Few figures in Brooklyn's business, political and philanthropic communities can bring a diverse group of professionals together for a worthy cause, year after year. DeCosta Headley Sr. is one of those rare, powerful individuals who never cease to amaze me.
His non-profit organization, Friends of DeCosta Headley (link) held its annual gala recently in the Williamsburg section of Brooklyn. High-profile supporters came out in large numbers to network and contribute to the community causes Headley spearheads. Former New York City Comptroller Bill Thompson thanked Headley for organizing the networking event and for all he has done in the community. "I've known DeCosta for more years than I care to mention," Bill said. "DeCosta has been a pillar in the Brownsville and East New York."
A Brooklyn native, Headley grew up in the gang-ridden neighborhood of Brownsville. DeCosta, 66, was reared in a family of modest means, but navigated his way to college, graduating with a degree in behavioral science from Shaw University in Raleigh, N.C. He spent several years as a social worker, and in the late 1970s became the executive director of numerous group homes for troubled adolescents and established the Federation of Addiction Agencies in East New York and Brownsville.
A stream of important elected officials attended the gala, including Brooklyn Borough President Marty Markowitz and New York's longtime Democratic congressman, Rep. Edolphus Towns, whose district includes the neighborhoods where Headley concentrates his philanthropic work.
"DeCosta Headley has been a personal friend of mine and a friend to my constituents," said Ed, who recently announced his retirement from Congress after 28 years of service. "His get-togethers provide an excellent opportunity for elected officials to meet with community and business leaders to talk about how we could work together to improve our neighborhoods."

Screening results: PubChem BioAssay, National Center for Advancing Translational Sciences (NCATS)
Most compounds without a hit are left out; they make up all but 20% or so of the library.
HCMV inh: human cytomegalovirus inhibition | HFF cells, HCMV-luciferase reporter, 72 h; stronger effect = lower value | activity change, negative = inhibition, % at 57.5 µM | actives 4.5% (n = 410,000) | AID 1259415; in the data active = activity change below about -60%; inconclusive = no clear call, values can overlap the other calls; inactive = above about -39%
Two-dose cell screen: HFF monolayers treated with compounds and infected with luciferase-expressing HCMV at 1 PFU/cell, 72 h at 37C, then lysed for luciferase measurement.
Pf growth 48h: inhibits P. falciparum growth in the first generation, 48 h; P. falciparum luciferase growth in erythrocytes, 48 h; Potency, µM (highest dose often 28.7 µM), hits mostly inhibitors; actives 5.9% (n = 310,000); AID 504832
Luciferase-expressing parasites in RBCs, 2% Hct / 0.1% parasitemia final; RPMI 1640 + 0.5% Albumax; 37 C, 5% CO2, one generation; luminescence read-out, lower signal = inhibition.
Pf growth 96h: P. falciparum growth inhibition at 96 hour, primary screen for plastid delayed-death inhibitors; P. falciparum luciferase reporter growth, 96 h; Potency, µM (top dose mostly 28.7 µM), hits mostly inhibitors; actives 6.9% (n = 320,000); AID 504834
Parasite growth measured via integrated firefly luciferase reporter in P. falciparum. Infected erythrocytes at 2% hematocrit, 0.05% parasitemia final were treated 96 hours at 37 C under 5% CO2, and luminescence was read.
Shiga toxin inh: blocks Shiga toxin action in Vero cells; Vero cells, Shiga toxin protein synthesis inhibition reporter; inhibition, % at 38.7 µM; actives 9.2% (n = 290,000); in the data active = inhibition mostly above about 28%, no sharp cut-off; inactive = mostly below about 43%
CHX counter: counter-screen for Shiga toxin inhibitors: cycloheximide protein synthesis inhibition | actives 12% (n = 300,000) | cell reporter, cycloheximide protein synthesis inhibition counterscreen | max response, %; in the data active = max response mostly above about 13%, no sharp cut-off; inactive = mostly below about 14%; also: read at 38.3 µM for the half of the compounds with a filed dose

Throughout his adult life, DeCosta has committed to community service. He served on various local community boards and was the founder of his community's first local development corporation, resulting in over 3,000 new jobs. A highlight of his 16 years as a board member of Community School District 19 is his leadership in establishing the district's first bilingual education program.
On the festive occasion, catered at Giando on the Water with its panoramic views of the city and all three East River bridges, DeCosta honored a number of individuals for their contributions. With the Manhattan skyline lit up against the night sky, each honoree -- ranging from businesspeople and community leaders to physicians -- stepped to the podium to accept their recognition.
Brooklyn's legal community was also represented at the event. The well-known personal injury attorney and civil rights activist Sanford Rubenstein encouraged attendees in his remarks to remain vigilant against encroachments on individual rights. And several judges praised Headley for his role in helping them get elected.
Indeed, many of the judges serving in New York's court system, state legislators and city council members owe a debt of gratitude to Headley's grassroots organizing. He served as a district leader for the 40th Assembly District in East New York for sixteen years and played an active role in Brooklyn's political landscape. He successfully operated a number of political campaigns for candidates seeking seats in the city, state, and federal government. At the same time, he has trained hundreds of community resident interested in serving on campaigns.
As an entrepreneur, Headley owned and operated a successful contracting firm, Diversified Inch By Inch. He rehabilitated poor communities within the five boroughs, built local medical and dental facilities, and constructed new housing, including a multi-level senior citizens apartment complex for Berean Missionary Baptist Church.
I asked DeCosta what message was the most important to deliver to my readers. He told me:
When we launched Friends of DeCosta Headley the mission was to bring people from varying cultures, businesses including the arts, entertainment, politics, medical among others together to meet thus spurring new relationships and ideas. Through these annual events we have helped bridge many partnerships among leaders in a myriad of fields as well as raised funds for the Brooklyn community. We are a family of friends promoting acts of good will in Brooklyn.
After mingling with his guests throughout the evening, DeCosta stepped to the microphone and thanked the more than 300 attendees for making the event special. "Let's make every effort to become better people," he urged his guests before they departed onto the warm Brooklyn night.
Friends of DeCosta Headley earmarked proceeds from the event for several community projects. In the past, Headley's philanthropy paid for funeral costs, Thanksgiving turkeys, college scholarships and meals for seniors.
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